APPR: It’s All About the Students
Post submitted by Paige Jaeger, coordinator for school library services with the Washington-Saratoga-Warren-Hamilton-Essex (N.Y.) Board of Cooperative Educational Services, and Sue Kowalski, president of New York State Library Association's Section of School Librarians, on behalf of whole child partner American Association of School Librarians (AASL). Connect with school library professionals on Twitter @AASL and the AASL Blog.
As school librarians, we love the Common Core State Standards. Its focus on rigor and relevance are commendable and necessary to educate the Millennial generation and help the United States become competitive in a global society. Across the United States, simultaneous with the launching of the Common Core standards is the requirement to have annual professional performance reviews (APPRs) defined for classroom teachers in order to meet Race to the Top (RTTT) criteria. It's RTTT that is this year's thorn in the flesh.
As states across the nation develop APPR models to measure the classroom teacher's efficacy, they often don't think about the school librarians, technology folks, and other educators who complete the learning experience. In New York State, the APPR model for teachers didn't adequately measure a school librarian's performance, so a team of educators from the library world worked together to craft a rigorous rubric that would work effectively to "measure" the efficacy of a 21st century librarian. After 18 months of review and tweaking, the New York State Education Department finally posted its seal of approval on the New York Librarian APPR evaluation tool (PDF).
If a tool such as this rubric is used, an administrator will really understand how the school librarian can help deliver a quality education to the information generation—and help prepare college- and career-ready students. In addition, this rubric will point out a low-performing librarian who has not kept pace with a technologically advanced world.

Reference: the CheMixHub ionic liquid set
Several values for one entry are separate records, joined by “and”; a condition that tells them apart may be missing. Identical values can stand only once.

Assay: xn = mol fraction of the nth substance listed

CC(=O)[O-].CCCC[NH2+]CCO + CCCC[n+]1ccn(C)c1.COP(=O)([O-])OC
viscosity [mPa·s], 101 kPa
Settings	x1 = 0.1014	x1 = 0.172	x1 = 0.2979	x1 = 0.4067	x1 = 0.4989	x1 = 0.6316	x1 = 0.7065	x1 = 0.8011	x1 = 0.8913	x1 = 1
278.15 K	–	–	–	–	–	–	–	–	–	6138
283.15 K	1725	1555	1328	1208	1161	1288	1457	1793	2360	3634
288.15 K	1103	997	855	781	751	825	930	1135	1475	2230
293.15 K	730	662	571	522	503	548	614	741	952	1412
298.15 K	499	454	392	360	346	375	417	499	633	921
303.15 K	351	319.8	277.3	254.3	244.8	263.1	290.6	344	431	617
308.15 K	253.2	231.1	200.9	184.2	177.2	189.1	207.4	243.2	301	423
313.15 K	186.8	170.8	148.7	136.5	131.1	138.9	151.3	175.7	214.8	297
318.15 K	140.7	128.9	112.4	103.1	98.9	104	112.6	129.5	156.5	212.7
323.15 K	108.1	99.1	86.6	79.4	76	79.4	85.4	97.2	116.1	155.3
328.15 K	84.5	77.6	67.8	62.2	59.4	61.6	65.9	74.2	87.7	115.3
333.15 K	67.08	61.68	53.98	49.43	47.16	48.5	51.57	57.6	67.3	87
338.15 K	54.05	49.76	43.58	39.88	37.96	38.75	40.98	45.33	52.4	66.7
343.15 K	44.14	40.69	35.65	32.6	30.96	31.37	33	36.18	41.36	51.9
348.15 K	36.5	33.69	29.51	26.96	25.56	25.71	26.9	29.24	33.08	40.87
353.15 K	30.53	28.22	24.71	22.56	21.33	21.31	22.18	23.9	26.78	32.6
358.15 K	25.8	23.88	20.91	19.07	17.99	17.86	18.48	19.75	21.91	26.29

Librarians in the trenches piloted this rubric and ensured that it is fair. One librarian, a National Board-certified teacher, said, "I was rated at barely 'highly effective,' and I think I'm a good librarian. That's where we want to be. Everyone needs room to grow."
Another school librarian with a nationally recognized school library program, says, "There are times when I need a quality framework with concrete benchmarks to refer to when I am engaged in conversations about what librarians can and should be expected to know and do. The New York rubric provides such a framework and serves as a powerful tool when I engage in conversations with stakeholders who have various perspectives on the role of a school librarian."
The New York State APPR document rates a classroom teacher for RTTT purposes, but it's really all about the whole child and student achievement. A school with a high-performing school librarian will be able to grow students into high achievers who are able to synthesize information, conclude, and present knowledge persuasively and with support. As teachers begin to understand that the writing standards 6–10 are all about "researching to build and present knowledge," we hope to see them rely on their school librarian to launch a successful generation of Millennials who are able to research and write, read and react, investigate and conclude, and present their knowledge for the betterment of society.